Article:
Mural elevates Dot’s Vietnamese experience

The steering committee for the mural project: Top row: Tam Le; Middle row, from left, Justin Nguyen, Hung Vu, Michelle Nguyen, Tommy Nguyen, and Grace Ejiwale; bottom row, Kathy Le, Joan DoTruong, Duoc Nguyen, Tran Vu, and Cuong Nguyen. Not shown: Tony Vu. Photo by Kevin Lam.

Using the side of the celebrated Pho Hoa restaurant on Dot Ave as its canvas, Fields Corner will soon unveil a dramatic new mural that will salute the achievements of the city’s Vietnamese community.

The artist behind the work is Ngoc-Tran Vu, best known as “Tran,” who won a $10,000 grant earlier this year to design and paint the mural. Tran lives across the street from the mural site and has been immersed in Dorchester’s civic life since moving here as a child from Vietnam in 1992.

What’s exciting about this public art project is that it’s a team effort in every sense of the word. Tam Le, whose family runs Pho Hoa and the companion Reign Drink Lab, has been an eager partner.

Back in April, Le told the Reporter: “I feel honored, excited, proud. Honored that Tran has decided to use our wall to create what we anticipate to be a beautiful homage to our heritage and community, excited to see the community come together to share the experience of the creation of the piece, proud of Tran and her dedication to the Vietnamese community. I could not think of a more fitting person nor a more fitting medium to achieve this than Tran’s mural.”

Together, Tran and Le organized a diverse steering committee to think through all of the elements of the mural and to engage the community at large. Every step of the project — from materials to the upcoming (Sat., Sept. 30; 10 a.m.-1 p.m.) block party that will serve as the mural’s unveiling— has been detailed on an illustrated blog at Tran’s website,

The pre-painted boards that are the components of the actual painting will be assembled on the side of the building beginning this week. Even with all of the input from resident and neighbors, the final draft of the mural itself is a tightly held secret.

In a posting in June, Tran noted that the steering committee had narrowed down the main themes of the mural to include “Vietnamese Presence, Unity, and Brighter Future.”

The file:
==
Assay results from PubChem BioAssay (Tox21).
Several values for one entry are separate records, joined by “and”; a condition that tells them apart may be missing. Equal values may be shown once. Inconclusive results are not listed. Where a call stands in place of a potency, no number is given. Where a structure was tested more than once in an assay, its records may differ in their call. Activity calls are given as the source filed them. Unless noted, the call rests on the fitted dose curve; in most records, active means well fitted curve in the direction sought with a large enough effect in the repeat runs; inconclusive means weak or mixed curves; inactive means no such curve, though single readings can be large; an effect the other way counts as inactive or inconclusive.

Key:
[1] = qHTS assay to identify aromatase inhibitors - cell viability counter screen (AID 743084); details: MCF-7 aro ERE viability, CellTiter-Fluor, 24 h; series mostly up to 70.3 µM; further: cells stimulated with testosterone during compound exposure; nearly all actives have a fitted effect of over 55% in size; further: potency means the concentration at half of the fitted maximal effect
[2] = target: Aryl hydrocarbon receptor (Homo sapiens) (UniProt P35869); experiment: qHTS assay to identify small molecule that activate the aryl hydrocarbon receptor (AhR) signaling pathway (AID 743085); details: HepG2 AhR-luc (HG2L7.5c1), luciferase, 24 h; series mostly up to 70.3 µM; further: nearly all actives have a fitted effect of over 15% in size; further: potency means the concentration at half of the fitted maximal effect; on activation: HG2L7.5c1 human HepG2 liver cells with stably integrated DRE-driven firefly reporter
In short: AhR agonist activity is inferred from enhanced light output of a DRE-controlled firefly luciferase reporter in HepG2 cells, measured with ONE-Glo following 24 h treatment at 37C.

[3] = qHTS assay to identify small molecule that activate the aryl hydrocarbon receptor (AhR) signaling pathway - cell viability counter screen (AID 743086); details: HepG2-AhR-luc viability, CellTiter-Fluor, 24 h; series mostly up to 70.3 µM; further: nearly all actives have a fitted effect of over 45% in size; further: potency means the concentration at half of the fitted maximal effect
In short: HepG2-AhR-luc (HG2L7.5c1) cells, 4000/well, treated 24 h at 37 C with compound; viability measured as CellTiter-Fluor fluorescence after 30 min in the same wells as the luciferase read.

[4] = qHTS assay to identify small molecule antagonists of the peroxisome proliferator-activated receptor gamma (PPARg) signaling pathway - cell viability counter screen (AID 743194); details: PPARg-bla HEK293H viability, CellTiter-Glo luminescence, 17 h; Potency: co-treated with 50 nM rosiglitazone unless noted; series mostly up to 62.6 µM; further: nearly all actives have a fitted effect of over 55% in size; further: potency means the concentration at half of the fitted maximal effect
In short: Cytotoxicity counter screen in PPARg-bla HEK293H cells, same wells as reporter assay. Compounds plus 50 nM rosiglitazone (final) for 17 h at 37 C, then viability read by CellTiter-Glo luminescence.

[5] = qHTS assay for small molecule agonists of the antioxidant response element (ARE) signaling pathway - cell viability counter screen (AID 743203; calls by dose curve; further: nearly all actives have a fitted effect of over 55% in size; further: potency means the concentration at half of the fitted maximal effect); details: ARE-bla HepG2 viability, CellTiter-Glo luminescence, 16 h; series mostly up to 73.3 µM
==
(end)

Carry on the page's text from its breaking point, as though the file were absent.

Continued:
In a statement this week, Tran said: “This project involves the creation of a permanent, large-scale outdoor mural that showcases the history, culture, and vision of the Vietnamese people in Dorchester, Boston’s largest and most diverse neighborhood. In creating and executing this mural project centered on the experience of the Vietnamese American community we hope to raise awareness, facilitate dialogue, and inspire engagement for a more inclusive Dorchester, Boston and beyond.”

The Creative City Initiative of New England Foundations for the Arts (NEFA) gets credit for funding this excellent initative. The block party, featuring traditional Vietnamese food and drinks and music, that will serve as the unveiling for the mural is open to the public.

It’s purely coincidental that this event comes as the nation is once again pondering the great tragedy of the Vietnam War through the work of the epic documentarian Ken Burns. The PBS series— which is running every night this week— is painful at times, and deeply troubling.

But in Dorchester, one legacy of the complex US-Vietnam era is indisputable: Our neighborhood has been immeasurably enhanced by the presence of the Vietnamese people and their culture. The Pho Hoa mural project is a welcome opportunity to celebrate the remarkable community that we have become.

Bill Forry is the editor and publisher of the Reporter. He may be reached via e-mail at

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